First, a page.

Although nothing is unnatural in the sense that everything is part of nature, I argue that the widely used distinction between the natural and the unnatural is nevertheless not meaningless. A semantic distinction between the natural and the unnatural can be drawn whereby the latter pertains to that which is affected by human culture and the former to everything else. More importantly, I argue that the fact that human culture pervades many natural events does not eliminate the distinction, but that it is appropriate to situate the natural and the unnatural at opposite ends of a spectrum. Where an entity is situated along this spectrum depends on the likelihood with which its specific essence might have come about counterfactually, which in this case means naturally. I distinguish between three gradations of unnaturalness, in spite of this continuity.

This distinction between the natural and the unnatural has moral relevance. While we must adopt a prima facie duty to safeguard the integrity of nature, the integrity of nature should not be protected at all costs. Doing so would stifle all human activity. In order to flourish, Homo faber must alter nature. However, an action that alters a natural entity’s teleology more significantly is, ceteris paribus, more problematic compared to another action.

This discussion is highly relevant to evaluate genetic engineering. As genetic engineering projects normally involve type 1 instances of the unnatural, they are morally suspect. In spite of this, the example of Huntington’s disease shows that this does not imply that genetic engineering is necessarily wrong. However, if a type 2 or type 3 intervention existed that could enhance the quality of life of the person in question equally effectively, we ought to prefer it.

Questions raised by this chapter:

1. Why might the question of what is natural be relevant for a discussion of genetic engineering?

2. Do you agree with the view that there are gradations of artificiality? Justify your answer.

3. How might differences in degrees of naturalness be morally relevant?

4. How might genetic engineering be used to benefit human health?

5. How might genetic engineering undermine human health?

6. Do you approve of the creation of Herman the bull?

7. Would you approve of using genetic engineering on a human embryo to correct the gene that predisposes for Huntington’s disease, if such were possible?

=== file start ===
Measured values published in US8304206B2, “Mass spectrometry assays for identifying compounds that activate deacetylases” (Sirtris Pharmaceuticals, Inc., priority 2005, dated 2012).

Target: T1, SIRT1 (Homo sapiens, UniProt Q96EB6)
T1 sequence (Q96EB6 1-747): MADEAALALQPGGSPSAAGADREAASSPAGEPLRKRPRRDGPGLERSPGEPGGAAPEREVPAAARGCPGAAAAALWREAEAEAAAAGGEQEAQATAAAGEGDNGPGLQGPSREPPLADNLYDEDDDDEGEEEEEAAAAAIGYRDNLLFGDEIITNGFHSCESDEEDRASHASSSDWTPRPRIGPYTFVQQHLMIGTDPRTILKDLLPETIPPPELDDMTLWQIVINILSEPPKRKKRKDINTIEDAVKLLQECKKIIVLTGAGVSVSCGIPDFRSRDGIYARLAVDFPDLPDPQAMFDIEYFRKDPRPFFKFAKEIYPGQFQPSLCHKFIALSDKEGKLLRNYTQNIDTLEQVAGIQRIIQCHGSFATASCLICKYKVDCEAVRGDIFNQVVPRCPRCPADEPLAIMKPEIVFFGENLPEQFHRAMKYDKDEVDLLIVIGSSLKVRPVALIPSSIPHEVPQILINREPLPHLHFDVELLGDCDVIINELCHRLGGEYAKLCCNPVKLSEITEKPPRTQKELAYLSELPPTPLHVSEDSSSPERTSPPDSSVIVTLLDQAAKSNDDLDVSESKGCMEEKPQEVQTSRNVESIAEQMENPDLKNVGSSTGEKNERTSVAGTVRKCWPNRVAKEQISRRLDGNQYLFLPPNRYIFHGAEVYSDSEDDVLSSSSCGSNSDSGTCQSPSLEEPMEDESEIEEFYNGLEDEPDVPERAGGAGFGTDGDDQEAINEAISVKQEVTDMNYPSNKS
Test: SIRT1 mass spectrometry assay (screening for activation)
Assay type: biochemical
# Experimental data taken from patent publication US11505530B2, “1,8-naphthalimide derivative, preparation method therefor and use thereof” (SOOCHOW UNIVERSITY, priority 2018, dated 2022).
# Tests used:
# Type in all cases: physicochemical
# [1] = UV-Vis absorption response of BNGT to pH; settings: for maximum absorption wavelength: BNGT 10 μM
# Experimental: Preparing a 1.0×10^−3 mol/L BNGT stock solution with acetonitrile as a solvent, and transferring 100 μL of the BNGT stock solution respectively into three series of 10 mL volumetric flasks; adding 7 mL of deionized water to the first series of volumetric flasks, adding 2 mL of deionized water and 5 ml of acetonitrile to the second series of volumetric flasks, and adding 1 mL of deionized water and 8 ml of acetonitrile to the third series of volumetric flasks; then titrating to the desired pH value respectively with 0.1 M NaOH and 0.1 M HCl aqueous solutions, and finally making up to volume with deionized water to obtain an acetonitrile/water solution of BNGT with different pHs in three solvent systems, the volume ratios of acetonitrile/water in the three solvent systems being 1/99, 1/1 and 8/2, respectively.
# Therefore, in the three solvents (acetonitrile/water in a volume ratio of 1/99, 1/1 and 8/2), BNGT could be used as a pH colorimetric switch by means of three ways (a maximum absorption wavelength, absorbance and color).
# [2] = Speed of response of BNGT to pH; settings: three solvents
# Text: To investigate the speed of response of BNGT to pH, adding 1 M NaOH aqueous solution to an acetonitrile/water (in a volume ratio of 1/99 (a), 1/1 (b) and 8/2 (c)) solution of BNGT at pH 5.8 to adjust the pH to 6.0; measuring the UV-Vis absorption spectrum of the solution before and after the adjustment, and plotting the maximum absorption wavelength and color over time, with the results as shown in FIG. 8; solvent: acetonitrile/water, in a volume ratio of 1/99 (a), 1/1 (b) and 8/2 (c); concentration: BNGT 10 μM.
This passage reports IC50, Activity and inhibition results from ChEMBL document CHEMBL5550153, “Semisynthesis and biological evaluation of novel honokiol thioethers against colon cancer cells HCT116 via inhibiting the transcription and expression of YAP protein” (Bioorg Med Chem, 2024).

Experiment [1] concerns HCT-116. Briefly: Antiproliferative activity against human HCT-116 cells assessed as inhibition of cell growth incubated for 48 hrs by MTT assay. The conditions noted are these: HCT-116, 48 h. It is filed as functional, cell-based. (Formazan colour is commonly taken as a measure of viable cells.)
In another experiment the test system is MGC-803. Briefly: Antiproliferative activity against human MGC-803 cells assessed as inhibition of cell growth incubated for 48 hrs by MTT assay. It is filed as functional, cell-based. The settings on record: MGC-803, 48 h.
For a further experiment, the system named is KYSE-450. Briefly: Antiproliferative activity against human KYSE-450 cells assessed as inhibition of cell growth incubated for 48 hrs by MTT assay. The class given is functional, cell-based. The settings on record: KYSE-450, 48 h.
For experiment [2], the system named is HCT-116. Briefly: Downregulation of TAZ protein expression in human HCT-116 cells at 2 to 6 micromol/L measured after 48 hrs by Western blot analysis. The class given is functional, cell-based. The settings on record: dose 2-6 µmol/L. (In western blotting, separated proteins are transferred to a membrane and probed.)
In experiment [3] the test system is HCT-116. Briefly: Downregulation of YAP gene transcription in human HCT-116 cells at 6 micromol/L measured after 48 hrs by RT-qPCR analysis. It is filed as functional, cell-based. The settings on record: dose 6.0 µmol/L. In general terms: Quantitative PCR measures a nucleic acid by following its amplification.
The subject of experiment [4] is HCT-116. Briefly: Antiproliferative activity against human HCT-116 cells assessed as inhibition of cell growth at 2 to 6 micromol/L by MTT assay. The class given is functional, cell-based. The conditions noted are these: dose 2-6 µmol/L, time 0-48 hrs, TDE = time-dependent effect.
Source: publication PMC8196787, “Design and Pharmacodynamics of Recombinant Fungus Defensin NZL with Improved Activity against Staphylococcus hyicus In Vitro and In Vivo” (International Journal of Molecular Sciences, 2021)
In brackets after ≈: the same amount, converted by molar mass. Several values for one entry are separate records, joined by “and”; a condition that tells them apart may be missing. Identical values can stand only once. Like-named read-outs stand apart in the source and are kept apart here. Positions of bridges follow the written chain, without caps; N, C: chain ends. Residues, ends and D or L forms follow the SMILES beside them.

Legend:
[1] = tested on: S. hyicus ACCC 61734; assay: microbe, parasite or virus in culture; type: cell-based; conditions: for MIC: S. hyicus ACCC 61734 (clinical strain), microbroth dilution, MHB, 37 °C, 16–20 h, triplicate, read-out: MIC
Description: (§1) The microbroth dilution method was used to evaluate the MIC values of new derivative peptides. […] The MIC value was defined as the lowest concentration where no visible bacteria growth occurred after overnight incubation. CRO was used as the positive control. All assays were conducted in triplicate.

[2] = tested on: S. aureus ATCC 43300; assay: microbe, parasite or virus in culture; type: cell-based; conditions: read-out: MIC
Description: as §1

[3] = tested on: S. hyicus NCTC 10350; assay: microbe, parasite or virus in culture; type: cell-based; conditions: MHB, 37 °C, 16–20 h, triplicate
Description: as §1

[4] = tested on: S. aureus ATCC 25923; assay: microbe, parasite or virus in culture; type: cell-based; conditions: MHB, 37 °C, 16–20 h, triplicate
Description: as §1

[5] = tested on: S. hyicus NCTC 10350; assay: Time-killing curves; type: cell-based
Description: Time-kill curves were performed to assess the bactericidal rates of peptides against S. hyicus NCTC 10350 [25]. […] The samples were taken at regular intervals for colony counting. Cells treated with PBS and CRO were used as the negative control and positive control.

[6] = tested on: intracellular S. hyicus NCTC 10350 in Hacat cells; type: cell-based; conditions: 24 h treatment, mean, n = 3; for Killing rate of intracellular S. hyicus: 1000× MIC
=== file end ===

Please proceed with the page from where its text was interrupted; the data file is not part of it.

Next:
8. What do you think of the view that there is nothing new in genetic engineering as nature has engineered itself for a very long time?

9. What do you think of genetic engineering projects that aim at making some non-human animals better models to study human disease?

10. Would you eat genetically engineered plants or animals? Justify your answer.

Chapter 9: Human embryo research in embryonic stem cell and cloning debates

In this chapter, I provide an overview of the views that have been expressed by advisory bodies and members of Westminster Parliament in support of legal developments to allow research on young human embryos in the United Kingdom. While UK law has inspired similar legal reform in many other countries, this chapter shows that the arguments underpinning this framework do not provide a sound basis for the current legal position. My view on the status of the young human embryo is at odds with the views underpinning this framework. Rather than denying the embryo high moral status, I adopt the view that we should consider all human beings to be equal, rather than make the question of what value should be assigned to a human being dependent on how many properties, capacities, or experiences a human being might possess.

Questions raised by this chapter:

1. How would you sum up the moral reasoning underpinning the Human Fertilisation (Research Purposes) Regulations 2001, and what do you make of the arguments that were developed to support these?

2. What are the two arguments from potentiality in relation to the status of the young human embryo and do you think that these arguments are sound?

3. What is the argument from capacities in relation to the status of the young human embryo and why do you (dis)agree with this argument?

4. What is the argument from probability in relation to the status of the young human embryo and why do you (dis)agree with this argument?

5. What is the argument from mourning in relation to the status of the young human embryo and why do you (dis)agree with this argument?

6. What is the argument from ensoulment in relation to the status of the young human embryo and why do you (dis)agree with this argument?

7. What policy would you like to adopt in relation to human embryo research? Justify your answer.

8. Would you favour altering the law on human embryo research so that human embryos can be used for research when they are older than 14 days? Justify your answer.